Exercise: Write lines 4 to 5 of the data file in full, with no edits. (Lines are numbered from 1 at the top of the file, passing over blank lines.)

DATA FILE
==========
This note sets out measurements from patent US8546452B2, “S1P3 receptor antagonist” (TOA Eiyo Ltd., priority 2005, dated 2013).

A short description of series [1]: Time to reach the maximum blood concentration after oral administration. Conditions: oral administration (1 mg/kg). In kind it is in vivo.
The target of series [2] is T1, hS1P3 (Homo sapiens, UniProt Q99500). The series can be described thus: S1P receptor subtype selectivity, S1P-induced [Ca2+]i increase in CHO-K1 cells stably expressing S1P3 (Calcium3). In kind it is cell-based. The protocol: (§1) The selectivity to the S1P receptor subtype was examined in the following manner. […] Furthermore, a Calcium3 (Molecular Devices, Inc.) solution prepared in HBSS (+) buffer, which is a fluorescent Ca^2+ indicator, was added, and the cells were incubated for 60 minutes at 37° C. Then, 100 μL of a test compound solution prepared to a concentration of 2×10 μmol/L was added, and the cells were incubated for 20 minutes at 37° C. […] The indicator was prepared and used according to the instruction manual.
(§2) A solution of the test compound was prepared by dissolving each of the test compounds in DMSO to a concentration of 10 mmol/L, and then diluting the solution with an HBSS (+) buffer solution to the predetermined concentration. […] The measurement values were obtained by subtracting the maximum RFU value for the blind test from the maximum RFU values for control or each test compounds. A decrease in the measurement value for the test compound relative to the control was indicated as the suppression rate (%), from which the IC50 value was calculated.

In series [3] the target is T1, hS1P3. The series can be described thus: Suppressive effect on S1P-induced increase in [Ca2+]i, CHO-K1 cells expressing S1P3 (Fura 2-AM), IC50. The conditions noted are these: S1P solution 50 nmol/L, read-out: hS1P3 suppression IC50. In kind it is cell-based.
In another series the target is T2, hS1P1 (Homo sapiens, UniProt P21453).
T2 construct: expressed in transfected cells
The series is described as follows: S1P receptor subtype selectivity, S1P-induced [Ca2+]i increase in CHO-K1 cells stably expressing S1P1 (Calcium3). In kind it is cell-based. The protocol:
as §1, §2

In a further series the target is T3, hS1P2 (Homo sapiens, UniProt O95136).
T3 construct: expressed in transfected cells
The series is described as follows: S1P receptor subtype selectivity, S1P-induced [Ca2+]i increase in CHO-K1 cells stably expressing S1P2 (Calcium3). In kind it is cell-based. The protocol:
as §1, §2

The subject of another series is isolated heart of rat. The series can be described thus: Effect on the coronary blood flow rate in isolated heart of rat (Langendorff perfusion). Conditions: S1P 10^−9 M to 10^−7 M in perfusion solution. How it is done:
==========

(§2) A solution of the test compound was prepared by dissolving each of the test compounds in DMSO to a concentration of 10 mmol/L, and then diluting the solution with an HBSS (+) buffer solution to the predetermined concentration. […] The measurement values were obtained by subtracting the maximum RFU value for the blind test from the maximum RFU values for control or each test compounds. A decrease in the measurement value for the test compound relative to the control was indicated as the suppression rate (%), from which the IC50 value was calculated.

In series [3] the target is T1, hS1P3. The series can be described thus: Suppressive effect on S1P-induced increase in [Ca2+]i, CHO-K1 cells expressing S1P3 (Fura 2-AM), IC50. The conditions noted are these: S1P solution 50 nmol/L, read-out: hS1P3 suppression IC50. In kind it is cell-based.